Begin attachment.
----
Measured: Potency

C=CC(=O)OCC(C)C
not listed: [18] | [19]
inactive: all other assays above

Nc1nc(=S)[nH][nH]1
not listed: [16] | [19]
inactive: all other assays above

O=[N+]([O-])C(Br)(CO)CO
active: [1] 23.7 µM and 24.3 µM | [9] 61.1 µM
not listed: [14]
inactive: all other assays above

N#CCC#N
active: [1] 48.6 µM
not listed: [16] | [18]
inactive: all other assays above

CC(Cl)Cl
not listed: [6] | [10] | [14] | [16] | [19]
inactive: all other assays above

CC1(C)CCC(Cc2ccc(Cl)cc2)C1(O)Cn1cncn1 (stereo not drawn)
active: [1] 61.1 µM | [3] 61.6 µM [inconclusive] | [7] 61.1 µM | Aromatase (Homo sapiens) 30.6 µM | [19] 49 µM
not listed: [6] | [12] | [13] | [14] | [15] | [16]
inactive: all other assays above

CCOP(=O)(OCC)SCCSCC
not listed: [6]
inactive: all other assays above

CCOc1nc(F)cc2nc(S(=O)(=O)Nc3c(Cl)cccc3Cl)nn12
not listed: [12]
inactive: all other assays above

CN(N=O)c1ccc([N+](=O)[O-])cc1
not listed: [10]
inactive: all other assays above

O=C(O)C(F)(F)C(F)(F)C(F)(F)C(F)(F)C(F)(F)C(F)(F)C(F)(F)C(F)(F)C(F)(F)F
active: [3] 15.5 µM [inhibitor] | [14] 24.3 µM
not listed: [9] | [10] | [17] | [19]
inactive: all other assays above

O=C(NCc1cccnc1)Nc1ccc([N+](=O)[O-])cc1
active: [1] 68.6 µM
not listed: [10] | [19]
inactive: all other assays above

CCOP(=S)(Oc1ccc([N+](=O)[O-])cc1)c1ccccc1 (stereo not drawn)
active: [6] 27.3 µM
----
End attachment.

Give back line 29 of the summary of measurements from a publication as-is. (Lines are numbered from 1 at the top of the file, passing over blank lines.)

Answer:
CN(N=O)c1ccc([N+](=O)[O-])cc1